Back pain is a common aspect of the human experience, with an estimated eight in 10 people experiencing back discomfort at some point in their lives. However, new research suggests that this problem might not be quite so human after all: one recent study shows that doctors have a difficult time telling the difference between human vertebrae taken from patients with lower back pain and those from chimpanzees. This data could reveal important information about evolution, bipedalism, and how to better treat lower back pain.
Chimpanzees have developed their characteristic crouched posture and gait because they have a difficult time walking upright for long periods: the shape of their spine is simply better adapted for quadrupedal movement. In contrast, humans have developed a number of skeletal adaptations that make bipedal locomotion possible, our spine shapes included. However, new research from scientists in Scotland, Canada and Iceland suggests that not all humans are as evolved as others when it comes to this feature.
Over the course of the study, the researchers compared the vertebrae of chimpanzees, orangutans and humans with and without back pain. The healthy human vertebrae were easy to distinguish from the chimpanzee and orangutan samples. However, the vertebrae of chimpanzees were nearly indistinguishable from those taken from humans with back pain. In terms of appearance and functionality, they were actually closer to those from the chimps than healthy humans.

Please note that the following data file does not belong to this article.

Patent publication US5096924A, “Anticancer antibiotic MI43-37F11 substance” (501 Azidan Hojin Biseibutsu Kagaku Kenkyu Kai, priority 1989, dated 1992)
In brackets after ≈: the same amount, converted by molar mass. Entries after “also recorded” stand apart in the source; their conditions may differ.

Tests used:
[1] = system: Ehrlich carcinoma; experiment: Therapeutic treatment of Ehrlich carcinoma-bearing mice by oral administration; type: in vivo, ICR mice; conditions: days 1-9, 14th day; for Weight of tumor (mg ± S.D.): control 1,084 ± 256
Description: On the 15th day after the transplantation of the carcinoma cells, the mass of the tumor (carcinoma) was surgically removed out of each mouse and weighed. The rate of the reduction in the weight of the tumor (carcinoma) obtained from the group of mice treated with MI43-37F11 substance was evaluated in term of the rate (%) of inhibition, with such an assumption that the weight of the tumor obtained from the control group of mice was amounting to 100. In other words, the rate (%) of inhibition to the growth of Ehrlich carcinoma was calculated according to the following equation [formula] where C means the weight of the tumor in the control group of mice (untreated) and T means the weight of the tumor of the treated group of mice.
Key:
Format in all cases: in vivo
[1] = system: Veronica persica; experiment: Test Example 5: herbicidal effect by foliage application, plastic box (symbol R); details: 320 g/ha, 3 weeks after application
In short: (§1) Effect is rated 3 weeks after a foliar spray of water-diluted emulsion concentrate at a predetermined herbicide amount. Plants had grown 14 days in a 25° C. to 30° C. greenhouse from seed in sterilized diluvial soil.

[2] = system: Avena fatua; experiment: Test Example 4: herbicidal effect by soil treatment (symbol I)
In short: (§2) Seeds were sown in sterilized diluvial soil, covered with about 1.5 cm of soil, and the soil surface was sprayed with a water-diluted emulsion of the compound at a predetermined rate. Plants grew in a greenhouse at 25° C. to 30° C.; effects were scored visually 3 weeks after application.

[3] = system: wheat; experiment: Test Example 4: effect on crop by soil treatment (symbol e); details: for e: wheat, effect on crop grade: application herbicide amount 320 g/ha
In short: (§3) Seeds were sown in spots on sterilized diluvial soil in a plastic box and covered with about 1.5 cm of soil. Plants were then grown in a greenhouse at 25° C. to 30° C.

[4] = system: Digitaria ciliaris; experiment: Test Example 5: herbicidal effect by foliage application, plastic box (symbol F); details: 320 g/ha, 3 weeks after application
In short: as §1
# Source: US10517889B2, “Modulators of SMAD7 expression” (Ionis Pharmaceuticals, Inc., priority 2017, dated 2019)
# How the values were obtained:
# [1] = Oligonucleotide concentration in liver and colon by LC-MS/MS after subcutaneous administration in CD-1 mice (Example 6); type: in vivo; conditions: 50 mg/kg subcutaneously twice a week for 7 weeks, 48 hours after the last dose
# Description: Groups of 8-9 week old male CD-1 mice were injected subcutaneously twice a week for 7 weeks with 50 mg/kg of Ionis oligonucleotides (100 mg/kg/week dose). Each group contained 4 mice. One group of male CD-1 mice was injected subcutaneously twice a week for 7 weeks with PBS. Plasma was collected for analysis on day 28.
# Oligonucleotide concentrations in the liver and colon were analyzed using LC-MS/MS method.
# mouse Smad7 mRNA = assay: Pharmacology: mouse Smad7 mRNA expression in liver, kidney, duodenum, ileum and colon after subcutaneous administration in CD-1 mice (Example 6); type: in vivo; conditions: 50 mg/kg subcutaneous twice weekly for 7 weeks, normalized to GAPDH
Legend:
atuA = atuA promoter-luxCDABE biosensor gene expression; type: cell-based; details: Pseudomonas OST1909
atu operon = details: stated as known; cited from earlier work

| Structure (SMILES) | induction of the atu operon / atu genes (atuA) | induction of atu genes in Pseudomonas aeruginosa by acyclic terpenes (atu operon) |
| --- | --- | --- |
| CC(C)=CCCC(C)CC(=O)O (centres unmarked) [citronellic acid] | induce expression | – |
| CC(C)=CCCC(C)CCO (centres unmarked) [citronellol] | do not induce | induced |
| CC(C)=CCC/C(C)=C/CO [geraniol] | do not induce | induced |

“Our findings show that the vertebrae of humans with disc problems are closer in shape to those of our closest ape relatives, the chimpanzee, than are the vertebrae of humans without disc problems,”Professor Mark Collard, one of the study’s researchers, told the BBC.
However, the researchers were quick to explain that this doesn’t mean that people with lower back pain are less evolved than their healthy counterparts. Instead, evolution is a varied process, and not every group will adapt the same way. However, development has certainly occurred: those with the chimpanzee-like vertebrae will still have a range of traits that make them better suited for bipedalism than actual chimpanzees.
Despite its attention-grabbing details and data, the researchers hope that the study will help doctors better understand, diagnose, treat and possibly predict lower back pain. The study will likely also be used in future research on human evolution, and specifically the evolution of bipedalism.